Our drive had us on a toll road.  For the most part, the toll highway works like the Jersey turnpike except you don't always just pay when you exit.  We discovered you can pay between toll booths. I'm sure there is rationale behind all this. In any event, it took us a couple of toll booths to figure out the system after which I was in charge of handing the coins and bills to George.  They also have their equivalent of our EZPass transponder based payment system.  In fact, in researching driving in Korea, many people had recommended renting a transponder from the car agency.  In all honesty, using cash is fine.  There are so few people driving on the highway, there was never a need for us to queue up behind anyone to pass the toll - the transponder would have only saved us a few minutes of time. In the end though, I have no idea how much we paid for tolls.

Gonju and Daejeon are only 26 kilometers (16 miles) apart.  With speedy George behind the wheel, we arrived in no time.

Last night, George had booked us a room at the Lacky Boutique Hotel which is very well rated on several hotel booking sites. That was the address that we programmed into Ms. Kimchi.  Every forum post that you read regarding driving in Korea will tell you that the most accurate way to enter in a destination in to a Korean GPS is to use the telephone number.  I didn't believe that at first but I can now tell you that it's true.  The easiest way to program in the Lacky Hotel was to enter in the phone number.

Daejeon is a small but very modern Korean city.  Unfortunately, I was too busy navigating George down the streets to take any photos.

On the plus side, driving on the streets was easy peasy and finding the hotel was just as simple with Ms. Kimchi's instructions.  The hotel is located just about a block off a main road and it has its own small parking lot next door.  George parked the car and we headed straight to the registration desk.

The lobby was very small but very chic and contemporary in design.  I had no expectations for what the room would be like and was very pleasantly surprised to find a very modern space.  Here's a tour of our room.  I had to point out the drainage strip to George because in the apartment was situated right next to the shower stall.  George didn't realize that's what the strip was for so he placed the bath mat right over it.  Yeah....that didn't work.

And yes, I was obsessed over the toilet which reminds me of the ones in Japan.  The toilet comes with its own control panel.

I have to admit, if not for the sticker above the control panel, I would not have figured out how to flush the toilet. Of course, later I would sit on the bowl and press each button to see what each did.  :-)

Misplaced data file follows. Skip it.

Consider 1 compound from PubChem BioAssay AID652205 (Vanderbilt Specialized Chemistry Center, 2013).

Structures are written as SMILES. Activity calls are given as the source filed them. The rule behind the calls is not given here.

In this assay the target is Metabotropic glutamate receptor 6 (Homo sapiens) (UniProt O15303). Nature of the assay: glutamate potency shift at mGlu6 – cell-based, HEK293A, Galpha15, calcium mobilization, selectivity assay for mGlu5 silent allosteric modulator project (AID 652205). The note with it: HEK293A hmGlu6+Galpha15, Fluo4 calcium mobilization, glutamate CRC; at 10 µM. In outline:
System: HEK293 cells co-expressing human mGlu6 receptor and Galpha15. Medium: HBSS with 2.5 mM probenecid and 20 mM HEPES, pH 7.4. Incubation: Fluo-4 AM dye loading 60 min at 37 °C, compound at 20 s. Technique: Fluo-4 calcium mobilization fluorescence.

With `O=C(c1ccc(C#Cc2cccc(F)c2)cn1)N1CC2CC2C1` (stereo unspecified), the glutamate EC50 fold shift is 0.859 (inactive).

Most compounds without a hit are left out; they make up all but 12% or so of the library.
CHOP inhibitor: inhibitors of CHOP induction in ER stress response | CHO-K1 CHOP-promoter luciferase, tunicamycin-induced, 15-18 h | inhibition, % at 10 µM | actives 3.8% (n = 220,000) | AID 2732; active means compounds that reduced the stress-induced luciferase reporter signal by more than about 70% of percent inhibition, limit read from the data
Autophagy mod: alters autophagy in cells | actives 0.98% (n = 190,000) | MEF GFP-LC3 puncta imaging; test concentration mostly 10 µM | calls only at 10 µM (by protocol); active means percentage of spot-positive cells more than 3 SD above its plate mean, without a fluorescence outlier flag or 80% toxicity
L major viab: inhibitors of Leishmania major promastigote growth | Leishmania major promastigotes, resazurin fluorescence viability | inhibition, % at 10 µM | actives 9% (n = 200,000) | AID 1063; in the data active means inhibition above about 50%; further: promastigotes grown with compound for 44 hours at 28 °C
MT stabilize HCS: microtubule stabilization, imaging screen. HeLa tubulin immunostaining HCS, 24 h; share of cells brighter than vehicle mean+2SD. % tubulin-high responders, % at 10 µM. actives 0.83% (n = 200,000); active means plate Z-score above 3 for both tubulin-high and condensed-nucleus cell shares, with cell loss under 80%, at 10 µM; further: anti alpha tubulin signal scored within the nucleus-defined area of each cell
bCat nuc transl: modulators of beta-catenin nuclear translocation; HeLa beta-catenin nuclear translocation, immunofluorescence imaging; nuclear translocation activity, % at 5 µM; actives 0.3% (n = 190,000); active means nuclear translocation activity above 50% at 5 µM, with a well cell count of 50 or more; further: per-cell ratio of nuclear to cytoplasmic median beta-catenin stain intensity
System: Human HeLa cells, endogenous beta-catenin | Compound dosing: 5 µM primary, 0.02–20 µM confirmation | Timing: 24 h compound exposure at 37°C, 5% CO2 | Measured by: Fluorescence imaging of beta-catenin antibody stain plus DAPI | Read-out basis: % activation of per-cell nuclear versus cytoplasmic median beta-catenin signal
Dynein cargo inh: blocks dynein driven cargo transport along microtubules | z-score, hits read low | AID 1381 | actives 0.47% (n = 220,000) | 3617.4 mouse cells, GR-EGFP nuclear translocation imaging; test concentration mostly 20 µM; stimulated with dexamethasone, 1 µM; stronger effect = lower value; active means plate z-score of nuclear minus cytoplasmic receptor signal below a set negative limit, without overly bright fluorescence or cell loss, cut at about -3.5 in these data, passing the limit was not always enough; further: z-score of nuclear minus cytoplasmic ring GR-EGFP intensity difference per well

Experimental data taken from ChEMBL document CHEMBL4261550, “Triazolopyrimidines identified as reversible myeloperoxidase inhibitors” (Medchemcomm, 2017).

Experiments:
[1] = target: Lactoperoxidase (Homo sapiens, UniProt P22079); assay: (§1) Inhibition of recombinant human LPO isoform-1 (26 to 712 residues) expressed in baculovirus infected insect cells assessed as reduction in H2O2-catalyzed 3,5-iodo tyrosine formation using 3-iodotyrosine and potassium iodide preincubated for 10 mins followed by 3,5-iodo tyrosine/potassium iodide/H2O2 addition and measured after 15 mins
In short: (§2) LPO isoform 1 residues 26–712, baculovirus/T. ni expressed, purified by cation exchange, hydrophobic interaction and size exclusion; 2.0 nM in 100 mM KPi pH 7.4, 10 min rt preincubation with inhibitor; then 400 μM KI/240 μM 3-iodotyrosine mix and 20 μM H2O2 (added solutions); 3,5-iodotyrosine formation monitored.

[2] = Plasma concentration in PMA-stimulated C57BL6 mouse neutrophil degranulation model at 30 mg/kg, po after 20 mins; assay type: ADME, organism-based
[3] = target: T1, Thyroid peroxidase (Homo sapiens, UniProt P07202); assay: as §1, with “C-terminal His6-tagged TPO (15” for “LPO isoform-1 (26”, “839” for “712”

It was almost 5pm by the time we settled into our room.  George is an early diner so it was barely dark when we set out in search of dinner.  George had checked the web for recommendations on places to eat and he had found a sushi place called Sushi Hiroba that was highly recommended so that's what we set out in search of.  And search we did. It was like the car rental place all over again.  We made our way to the pin on Google Maps and there was no restaurant to be found. In fact, we standing in front of a large department store.  The address indicated the restaurant was located on the 9th floor of Galleria Baekhwajeom Time World. We decided to head up to the 9th floor to see if the restaurant was there and when the elevator doors opened, we found ourselves standing in the home goods department.  We asked a few people if the restaurant was there and we got negative replies.  Back on the ground floor, we asked the store's Information person for guidance and between responding to us and requests for assistance from other customers, she pointed for us to enter the store which we had just come out of. We were confused.  Outside, we checked out the building adjacent to the department store.  It looked to be at least 9 floors high but it was dark and empty inside. Not a place that we felt would be home to a restaurant.  George even asked for directions from a woman who was selling lingerie.  She pointed us in the same direction that the Information desk woman had. 

So, I suggested that perhaps the restaurant on the next street over so we walked in that direction.  We kept our eyes out for signs as well as buildings that looked to be at least 9 storeys tall.  We walked up one side of the street and down the other side and walked a few more other streets. There were plenty of eateries but George had his mind set on finding this place.  In fact, he was invigorated by the challenge.  I think he said something about how satisfying it would be if we actually found the place.  Uh  In fact, grrr......!!

George is usually the impatient one but this time it was me.  Given that I eat pretty much everything, there is nothing more annoying to me than walking around trying to find a place to eat.

Finally, finally, George declared defeat and he asked me to pick a place.  Earlier I had spotted a Vietnamese place near the department store.  I decided we would go there.  We had wandered around for so long looking for that damn sushi place that it was a few minutes past 8p when we entered the restaurant.  It was small place but nice and modern.

Thank God for menus with photos.  I opted for a bowl of Pho.  It was simple bowl of food but a welcomed change from Korean food.  In fact, we both enjoyed our meals. 

When we got back to the hotel receptionist reminded us that we had forgotten to have our welcome drink.  George took his shot of booze and I ended up with this blue thing which I took back to the room.  It was a mocktail so no Blue Curaçao for color; I think it was made with blue bubblegum syrup. I only took one sip - nothing worth drinking though pretty to look at.

Our road trip continues tomorrow.  In the meantime, I have to take my shower and then hit the sack.

Goodnight from Daejeon!